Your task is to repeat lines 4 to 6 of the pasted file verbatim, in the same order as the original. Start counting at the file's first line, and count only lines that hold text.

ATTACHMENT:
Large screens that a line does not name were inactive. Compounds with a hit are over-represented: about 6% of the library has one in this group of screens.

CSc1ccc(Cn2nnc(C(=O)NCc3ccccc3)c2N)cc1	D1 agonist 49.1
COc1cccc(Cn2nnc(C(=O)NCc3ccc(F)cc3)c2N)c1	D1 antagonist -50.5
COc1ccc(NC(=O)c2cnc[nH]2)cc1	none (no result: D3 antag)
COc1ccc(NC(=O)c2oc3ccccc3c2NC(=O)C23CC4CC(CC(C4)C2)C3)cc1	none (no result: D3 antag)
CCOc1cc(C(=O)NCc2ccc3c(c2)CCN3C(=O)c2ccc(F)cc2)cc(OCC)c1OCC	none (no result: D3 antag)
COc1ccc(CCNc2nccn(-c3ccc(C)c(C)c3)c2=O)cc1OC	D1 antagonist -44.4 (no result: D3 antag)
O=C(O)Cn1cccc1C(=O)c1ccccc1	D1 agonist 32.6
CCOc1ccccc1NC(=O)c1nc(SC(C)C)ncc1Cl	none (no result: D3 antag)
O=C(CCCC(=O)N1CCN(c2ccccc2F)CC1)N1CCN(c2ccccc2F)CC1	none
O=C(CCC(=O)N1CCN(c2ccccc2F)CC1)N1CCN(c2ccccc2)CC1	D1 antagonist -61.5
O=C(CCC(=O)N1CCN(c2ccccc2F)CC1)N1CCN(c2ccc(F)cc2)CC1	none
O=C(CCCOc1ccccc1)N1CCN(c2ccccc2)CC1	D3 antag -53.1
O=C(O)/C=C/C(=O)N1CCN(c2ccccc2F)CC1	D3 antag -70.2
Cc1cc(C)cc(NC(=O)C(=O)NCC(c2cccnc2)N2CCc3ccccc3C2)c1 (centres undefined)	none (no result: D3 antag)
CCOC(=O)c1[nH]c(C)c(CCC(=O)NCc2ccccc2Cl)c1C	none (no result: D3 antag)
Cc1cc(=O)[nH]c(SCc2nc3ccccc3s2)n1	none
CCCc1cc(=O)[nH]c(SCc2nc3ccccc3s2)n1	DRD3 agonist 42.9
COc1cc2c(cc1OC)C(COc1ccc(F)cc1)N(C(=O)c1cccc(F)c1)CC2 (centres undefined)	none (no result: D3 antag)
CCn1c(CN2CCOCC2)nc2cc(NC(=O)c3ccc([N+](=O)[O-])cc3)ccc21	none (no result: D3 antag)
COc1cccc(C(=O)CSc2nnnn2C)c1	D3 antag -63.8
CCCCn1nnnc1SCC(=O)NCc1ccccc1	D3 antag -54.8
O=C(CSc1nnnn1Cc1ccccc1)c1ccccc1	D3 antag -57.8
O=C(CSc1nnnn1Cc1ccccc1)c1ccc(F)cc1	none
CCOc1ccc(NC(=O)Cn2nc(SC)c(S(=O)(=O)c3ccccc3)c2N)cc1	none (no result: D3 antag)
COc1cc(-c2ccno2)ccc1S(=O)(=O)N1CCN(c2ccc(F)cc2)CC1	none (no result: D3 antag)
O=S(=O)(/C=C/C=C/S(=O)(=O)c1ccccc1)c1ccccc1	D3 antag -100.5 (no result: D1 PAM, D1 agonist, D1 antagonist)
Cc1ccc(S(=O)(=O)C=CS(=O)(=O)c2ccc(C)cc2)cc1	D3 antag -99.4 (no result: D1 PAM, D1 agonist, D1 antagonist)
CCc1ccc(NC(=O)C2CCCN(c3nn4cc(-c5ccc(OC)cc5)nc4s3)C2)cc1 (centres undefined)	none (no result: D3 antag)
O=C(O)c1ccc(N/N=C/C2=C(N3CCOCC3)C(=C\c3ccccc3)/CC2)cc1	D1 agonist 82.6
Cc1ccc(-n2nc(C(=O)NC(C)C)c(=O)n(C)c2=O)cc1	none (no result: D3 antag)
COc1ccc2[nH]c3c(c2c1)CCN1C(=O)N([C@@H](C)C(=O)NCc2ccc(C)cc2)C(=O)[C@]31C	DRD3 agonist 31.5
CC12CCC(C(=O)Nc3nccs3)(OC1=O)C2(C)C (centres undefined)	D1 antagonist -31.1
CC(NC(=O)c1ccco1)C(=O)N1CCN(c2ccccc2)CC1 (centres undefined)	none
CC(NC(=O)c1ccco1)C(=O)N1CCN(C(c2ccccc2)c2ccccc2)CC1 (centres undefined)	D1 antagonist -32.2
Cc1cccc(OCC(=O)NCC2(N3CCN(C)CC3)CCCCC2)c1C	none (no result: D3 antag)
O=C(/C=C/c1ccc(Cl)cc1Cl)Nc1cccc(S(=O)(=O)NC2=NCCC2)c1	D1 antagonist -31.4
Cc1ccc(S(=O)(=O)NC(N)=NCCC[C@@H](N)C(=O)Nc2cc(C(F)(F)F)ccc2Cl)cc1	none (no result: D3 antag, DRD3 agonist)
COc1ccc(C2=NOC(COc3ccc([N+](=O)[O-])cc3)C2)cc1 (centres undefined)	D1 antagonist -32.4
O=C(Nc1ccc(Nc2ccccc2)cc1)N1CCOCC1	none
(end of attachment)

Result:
COc1ccc(NC(=O)c2cnc[nH]2)cc1	none (no result: D3 antag)
COc1ccc(NC(=O)c2oc3ccccc3c2NC(=O)C23CC4CC(CC(C4)C2)C3)cc1	none (no result: D3 antag)
CCOc1cc(C(=O)NCc2ccc3c(c2)CCN3C(=O)c2ccc(F)cc2)cc(OCC)c1OCC	none (no result: D3 antag)